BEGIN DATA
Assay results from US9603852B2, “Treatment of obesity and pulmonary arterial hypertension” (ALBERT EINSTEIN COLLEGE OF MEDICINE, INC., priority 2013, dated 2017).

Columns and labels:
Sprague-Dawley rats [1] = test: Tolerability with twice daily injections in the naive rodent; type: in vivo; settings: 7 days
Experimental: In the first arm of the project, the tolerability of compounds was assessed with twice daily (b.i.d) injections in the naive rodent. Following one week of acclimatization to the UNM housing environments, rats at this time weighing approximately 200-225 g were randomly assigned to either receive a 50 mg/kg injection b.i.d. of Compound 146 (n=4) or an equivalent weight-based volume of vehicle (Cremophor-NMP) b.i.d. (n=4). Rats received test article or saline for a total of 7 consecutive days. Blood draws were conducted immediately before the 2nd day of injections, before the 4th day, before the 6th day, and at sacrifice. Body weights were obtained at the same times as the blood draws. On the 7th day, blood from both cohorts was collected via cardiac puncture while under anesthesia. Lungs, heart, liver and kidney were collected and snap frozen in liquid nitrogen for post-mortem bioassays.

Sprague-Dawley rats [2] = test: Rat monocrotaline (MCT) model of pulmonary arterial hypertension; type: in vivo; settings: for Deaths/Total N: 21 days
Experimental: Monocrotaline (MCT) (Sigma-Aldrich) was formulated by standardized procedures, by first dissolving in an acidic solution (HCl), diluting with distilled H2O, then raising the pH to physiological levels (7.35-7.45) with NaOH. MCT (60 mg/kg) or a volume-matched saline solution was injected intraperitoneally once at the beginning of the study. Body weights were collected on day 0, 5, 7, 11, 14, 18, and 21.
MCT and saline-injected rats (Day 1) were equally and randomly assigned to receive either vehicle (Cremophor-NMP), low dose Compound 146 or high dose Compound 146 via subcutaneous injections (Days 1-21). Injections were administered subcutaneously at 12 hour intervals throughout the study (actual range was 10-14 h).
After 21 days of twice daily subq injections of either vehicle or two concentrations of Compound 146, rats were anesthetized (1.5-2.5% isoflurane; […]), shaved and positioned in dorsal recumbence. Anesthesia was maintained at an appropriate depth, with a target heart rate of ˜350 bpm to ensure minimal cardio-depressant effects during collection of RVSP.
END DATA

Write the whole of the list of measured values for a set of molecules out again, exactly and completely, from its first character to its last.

Assay results from US9603852B2, “Treatment of obesity and pulmonary arterial hypertension” (ALBERT EINSTEIN COLLEGE OF MEDICINE, INC., priority 2013, dated 2017).

Columns and labels:
Sprague-Dawley rats [1] = test: Tolerability with twice daily injections in the naive rodent; type: in vivo; settings: 7 days
Experimental: In the first arm of the project, the tolerability of compounds was assessed with twice daily (b.i.d) injections in the naive rodent. Following one week of acclimatization to the UNM housing environments, rats at this time weighing approximately 200-225 g were randomly assigned to either receive a 50 mg/kg injection b.i.d. of Compound 146 (n=4) or an equivalent weight-based volume of vehicle (Cremophor-NMP) b.i.d. (n=4). Rats received test article or saline for a total of 7 consecutive days. Blood draws were conducted immediately before the 2nd day of injections, before the 4th day, before the 6th day, and at sacrifice. Body weights were obtained at the same times as the blood draws. On the 7th day, blood from both cohorts was collected via cardiac puncture while under anesthesia. Lungs, heart, liver and kidney were collected and snap frozen in liquid nitrogen for post-mortem bioassays.

Sprague-Dawley rats [2] = test: Rat monocrotaline (MCT) model of pulmonary arterial hypertension; type: in vivo; settings: for Deaths/Total N: 21 days
Experimental: Monocrotaline (MCT) (Sigma-Aldrich) was formulated by standardized procedures, by first dissolving in an acidic solution (HCl), diluting with distilled H2O, then raising the pH to physiological levels (7.35-7.45) with NaOH. MCT (60 mg/kg) or a volume-matched saline solution was injected intraperitoneally once at the beginning of the study. Body weights were collected on day 0, 5, 7, 11, 14, 18, and 21.
MCT and saline-injected rats (Day 1) were equally and randomly assigned to receive either vehicle (Cremophor-NMP), low dose Compound 146 or high dose Compound 146 via subcutaneous injections (Days 1-21). Injections were administered subcutaneously at 12 hour intervals throughout the study (actual range was 10-14 h).
After 21 days of twice daily subq injections of either vehicle or two concentrations of Compound 146, rats were anesthetized (1.5-2.5% isoflurane; […]), shaved and positioned in dorsal recumbence. Anesthesia was maintained at an appropriate depth, with a target heart rate of ˜350 bpm to ensure minimal cardio-depressant effects during collection of RVSP.